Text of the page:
He often said, repeating the words of Mahatma Gandhi, that he loved Jesus, but perhaps not some of those who claimed to follow him. He was averse to evangelisation, and opposed conversions. He stuck to his point of view even if one told him opposing conversions – not just to Christianity – also meant that one did not accept that the poor, dispossessed and the so called outcastes had agency in matters of faith, but were doomed to die in bondage both to religion and to caste.
A charasmatic, brave man
I salute one of the most charismatic and bravest men I’ve ever met.
Who else, clad in the dress once worn by Swami Vivekanand, could argue with and answer back everyone from a Shankaracharya down to the knife-wielding thug who said he was protecting India?
Of course they attacked him, more than once, grievously injuring him sometimes. But they got a taste of his whiplash tongue that they would remember.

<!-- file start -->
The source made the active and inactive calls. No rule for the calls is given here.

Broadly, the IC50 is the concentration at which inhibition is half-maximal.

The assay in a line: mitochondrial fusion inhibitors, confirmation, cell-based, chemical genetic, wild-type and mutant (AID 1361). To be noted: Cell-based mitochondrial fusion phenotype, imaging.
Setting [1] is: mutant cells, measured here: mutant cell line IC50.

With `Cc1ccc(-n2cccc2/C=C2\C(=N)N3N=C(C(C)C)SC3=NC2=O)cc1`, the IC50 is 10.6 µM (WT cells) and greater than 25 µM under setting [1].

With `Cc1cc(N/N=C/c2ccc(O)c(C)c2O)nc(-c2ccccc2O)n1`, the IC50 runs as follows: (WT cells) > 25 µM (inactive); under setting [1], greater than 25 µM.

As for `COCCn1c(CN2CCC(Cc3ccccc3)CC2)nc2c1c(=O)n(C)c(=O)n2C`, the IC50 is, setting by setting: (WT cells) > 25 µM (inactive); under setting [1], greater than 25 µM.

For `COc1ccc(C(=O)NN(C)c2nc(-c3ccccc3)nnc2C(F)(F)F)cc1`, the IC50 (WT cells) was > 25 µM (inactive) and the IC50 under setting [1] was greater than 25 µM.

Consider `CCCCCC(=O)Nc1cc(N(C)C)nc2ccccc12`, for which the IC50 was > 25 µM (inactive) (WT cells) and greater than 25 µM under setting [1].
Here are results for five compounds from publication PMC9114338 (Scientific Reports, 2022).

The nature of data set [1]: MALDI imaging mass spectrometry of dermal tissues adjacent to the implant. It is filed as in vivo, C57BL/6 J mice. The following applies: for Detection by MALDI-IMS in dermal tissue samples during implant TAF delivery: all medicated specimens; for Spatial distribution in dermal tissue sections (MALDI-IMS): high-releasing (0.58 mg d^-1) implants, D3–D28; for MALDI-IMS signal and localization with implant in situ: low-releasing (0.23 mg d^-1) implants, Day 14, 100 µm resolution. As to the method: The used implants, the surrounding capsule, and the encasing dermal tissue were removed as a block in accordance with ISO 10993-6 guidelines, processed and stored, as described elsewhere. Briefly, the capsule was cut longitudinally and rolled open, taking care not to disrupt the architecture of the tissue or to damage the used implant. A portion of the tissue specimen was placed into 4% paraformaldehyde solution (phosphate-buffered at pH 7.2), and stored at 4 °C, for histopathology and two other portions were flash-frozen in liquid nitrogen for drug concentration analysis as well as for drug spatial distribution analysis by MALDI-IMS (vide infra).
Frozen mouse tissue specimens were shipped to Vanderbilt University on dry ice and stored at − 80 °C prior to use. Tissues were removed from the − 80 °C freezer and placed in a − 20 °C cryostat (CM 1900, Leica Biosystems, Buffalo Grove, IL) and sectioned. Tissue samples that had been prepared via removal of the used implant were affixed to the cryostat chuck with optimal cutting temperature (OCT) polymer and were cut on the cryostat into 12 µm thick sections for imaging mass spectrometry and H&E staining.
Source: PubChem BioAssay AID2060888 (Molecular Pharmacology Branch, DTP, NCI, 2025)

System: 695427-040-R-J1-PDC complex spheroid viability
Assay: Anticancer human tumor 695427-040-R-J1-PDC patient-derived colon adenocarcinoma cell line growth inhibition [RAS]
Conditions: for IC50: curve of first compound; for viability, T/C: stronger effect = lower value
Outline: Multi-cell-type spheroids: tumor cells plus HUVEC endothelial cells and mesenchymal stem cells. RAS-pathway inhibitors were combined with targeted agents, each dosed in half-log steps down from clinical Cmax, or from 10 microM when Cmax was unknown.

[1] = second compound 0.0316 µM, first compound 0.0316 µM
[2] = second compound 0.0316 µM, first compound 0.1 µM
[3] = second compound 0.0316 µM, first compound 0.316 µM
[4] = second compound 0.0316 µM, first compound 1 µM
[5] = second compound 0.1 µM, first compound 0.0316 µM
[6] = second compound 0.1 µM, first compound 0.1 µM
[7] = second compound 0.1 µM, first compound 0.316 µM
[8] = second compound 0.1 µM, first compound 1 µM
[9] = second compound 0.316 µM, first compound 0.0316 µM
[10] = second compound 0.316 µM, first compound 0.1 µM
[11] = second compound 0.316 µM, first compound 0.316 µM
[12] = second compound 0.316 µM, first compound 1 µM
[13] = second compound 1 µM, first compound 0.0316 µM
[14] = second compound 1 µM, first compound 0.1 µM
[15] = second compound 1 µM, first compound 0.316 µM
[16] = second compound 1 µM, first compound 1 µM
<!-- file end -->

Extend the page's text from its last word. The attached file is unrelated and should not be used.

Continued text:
He once whiplashed the Israeli border guards at the Jordan crossing when they refused us – a small delegation invited by the Palestinians and with proper visas from both Jordan and Israel – permission to enter Israel. The Israeli guards had confiscated our passports and would not return them. The Swami sat on a dharna, screaming at the officials, giving a speech to the motley gathering of refugees, visitors, Israeli nationals and Palestinians crowded in the hall.
The officers did not know what hit them. Interpreters were called, officials and diplomats were mobilised, and we were out on a bus back to Jordan, and back home.
That was my last trip outside India with Agnivesh.
Now, the Covid-19 pandemic has prevented us from paying personal homage to a friend, and a crusader.
John Dayal is a journalist and human rights activist in Delhi.